And then beyond that, I look to how do you explain what you do when you’re talking to prospects? Because these people might already know what they’re looking for. They might be in the market for what you sell, and you’re probably going to have a different answer for this one. And how you answer this is going to be a green flag as to how easy it will be for you to convert business. So it’s worth thinking about that, your messaging.
What does success look like?
I then ask what would it mean to be successful, because success is personal. And we’ve talked about this on previous episodes. Some of my students want to make $10 million a year, and that’s the success goals. Other ones are happy to make $100,000 a month. In fact, in my case, that’s enough to have a great life. A hundred thousand dollars a month is a really fantastic business. And if you can have enough cash in the bank, and live the rest of your life without having to work too hard, for me, that’s certainly a nice outcome. If I can have my health and family and relationships and I can surf every day, that’s even more important to me than adding an extra five or $6 million.
And then, of course, some of the numbers are misleading. You might find a marketer who’s making a couple of hundred thousand dollars a month is probably spending 130,000 in ads to get it. So the revenue numbers can be a bit misleading. You really want to look at net profit when it comes down to it.
So what does success look like? And again, the clearer the vision on this, the more likely it is that you are on the path to getting it. So this is another green flag that I look for, and not just a monetary goal. What would you like your life to look like from a financial perspective? Sure. But what about health? What about relationships? What about spiritual or philosophical? What about giving back, what about other goals, contribution, those sort of things? These people who are very driven are more likely to succeed with it.
If you don’t really know what you want, and this is pretty common, because I certainly never really knew what I wanted to be when I grow up and I’m probably only just started to figure that out now, which is quite funny, the clearer you can zoom in on it, the more likely you are to get that goal.
What does success look like in a year from now? For me, this is an indicator of what progress I’m needing to achieve with my client for them to feel that they’re getting a great return on investment. This is sitting a line in the not too far distant future that we can just obliterate. I usually want to achieve this within three months, and certainly within six months. I want to well and truly get further than we expected to, way quicker.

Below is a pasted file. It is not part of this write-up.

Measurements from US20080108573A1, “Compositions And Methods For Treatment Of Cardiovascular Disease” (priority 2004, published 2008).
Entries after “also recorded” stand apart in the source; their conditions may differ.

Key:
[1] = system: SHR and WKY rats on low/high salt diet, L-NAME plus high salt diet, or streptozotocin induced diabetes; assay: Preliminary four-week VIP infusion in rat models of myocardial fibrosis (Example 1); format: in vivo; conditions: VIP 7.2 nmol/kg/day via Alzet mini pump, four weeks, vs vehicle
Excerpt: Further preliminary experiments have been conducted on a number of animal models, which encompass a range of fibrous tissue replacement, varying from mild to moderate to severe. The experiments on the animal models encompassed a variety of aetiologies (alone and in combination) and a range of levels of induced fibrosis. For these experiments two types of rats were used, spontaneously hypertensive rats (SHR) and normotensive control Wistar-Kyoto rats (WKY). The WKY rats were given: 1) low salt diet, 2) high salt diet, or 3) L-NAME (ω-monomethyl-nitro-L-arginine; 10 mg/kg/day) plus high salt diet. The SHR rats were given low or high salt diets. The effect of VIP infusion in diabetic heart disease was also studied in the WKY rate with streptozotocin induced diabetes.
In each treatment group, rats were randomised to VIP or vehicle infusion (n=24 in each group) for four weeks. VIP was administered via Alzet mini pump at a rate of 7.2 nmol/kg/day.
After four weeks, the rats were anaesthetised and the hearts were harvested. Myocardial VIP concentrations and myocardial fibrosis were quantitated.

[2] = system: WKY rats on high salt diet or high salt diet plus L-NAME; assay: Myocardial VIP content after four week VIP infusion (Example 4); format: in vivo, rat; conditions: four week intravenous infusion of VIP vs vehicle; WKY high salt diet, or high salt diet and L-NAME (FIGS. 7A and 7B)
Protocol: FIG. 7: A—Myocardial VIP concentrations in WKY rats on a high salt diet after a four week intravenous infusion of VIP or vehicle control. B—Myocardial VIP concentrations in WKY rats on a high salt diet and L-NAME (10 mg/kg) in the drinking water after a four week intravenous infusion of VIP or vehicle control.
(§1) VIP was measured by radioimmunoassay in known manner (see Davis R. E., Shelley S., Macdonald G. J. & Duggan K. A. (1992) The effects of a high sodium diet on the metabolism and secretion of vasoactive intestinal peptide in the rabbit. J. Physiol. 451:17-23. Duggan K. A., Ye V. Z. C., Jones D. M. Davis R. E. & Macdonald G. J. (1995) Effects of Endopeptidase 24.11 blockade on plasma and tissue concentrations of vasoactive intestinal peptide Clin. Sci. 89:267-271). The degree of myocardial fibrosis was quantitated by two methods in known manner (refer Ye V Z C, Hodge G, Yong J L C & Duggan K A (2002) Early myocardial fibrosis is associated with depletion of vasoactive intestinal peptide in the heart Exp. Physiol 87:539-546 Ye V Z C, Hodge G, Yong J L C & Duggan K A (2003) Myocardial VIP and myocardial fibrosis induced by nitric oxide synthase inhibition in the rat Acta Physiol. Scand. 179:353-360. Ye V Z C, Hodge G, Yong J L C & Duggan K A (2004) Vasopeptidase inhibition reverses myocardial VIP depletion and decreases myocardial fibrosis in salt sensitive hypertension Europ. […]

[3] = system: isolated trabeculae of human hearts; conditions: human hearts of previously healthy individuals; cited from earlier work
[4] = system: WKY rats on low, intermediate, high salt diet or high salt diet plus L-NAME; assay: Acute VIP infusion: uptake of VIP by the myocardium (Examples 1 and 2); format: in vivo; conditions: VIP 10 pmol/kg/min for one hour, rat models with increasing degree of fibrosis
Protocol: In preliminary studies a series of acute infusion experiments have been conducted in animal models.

But this is a green flag again. If someone can have a clear idea of the next few steps that would be successful, then that’s what I want to achieve. So this is about alignment. How aligned can you be? If you’re coaching and you can align yourself with your student, it’s very important to understand what they think success is, because I can assure you it is different for every student.
This one’s powerful
This next question is a really important one. And that is, what do you already know you need to do? And it’s so powerful, because I can get a great gauge on where someone’s at in terms of business experience, and business maturity, if they have a good honest relationship with themselves. Because generally, someone’s got to the point they get to with whatever they’ve done prior to speaking with me. And maybe they’ve been following some of my stuff, some podcasts or read my book, and I’ve helped them in some way, but not personally at this point. And now we’re going to that next relationship stage.
“What do you already know you need to do?”
I want to know what they already know they need to do, because this is going to be an indicator of where the blockages are. If they know they need to do Facebook ads, or they know they need to update their logo, or they know they need to create a new offer, but they haven’t done it, I want to know why. I want to know what’s been stopping it. Often it will be time. Sometimes it will be lack of how to do it exactly. Sometimes, a more advanced answer is a lack of who can do it. And these answers will indicate to me what I’m dealing with and how I can successfully remove blockages and get those things achieved.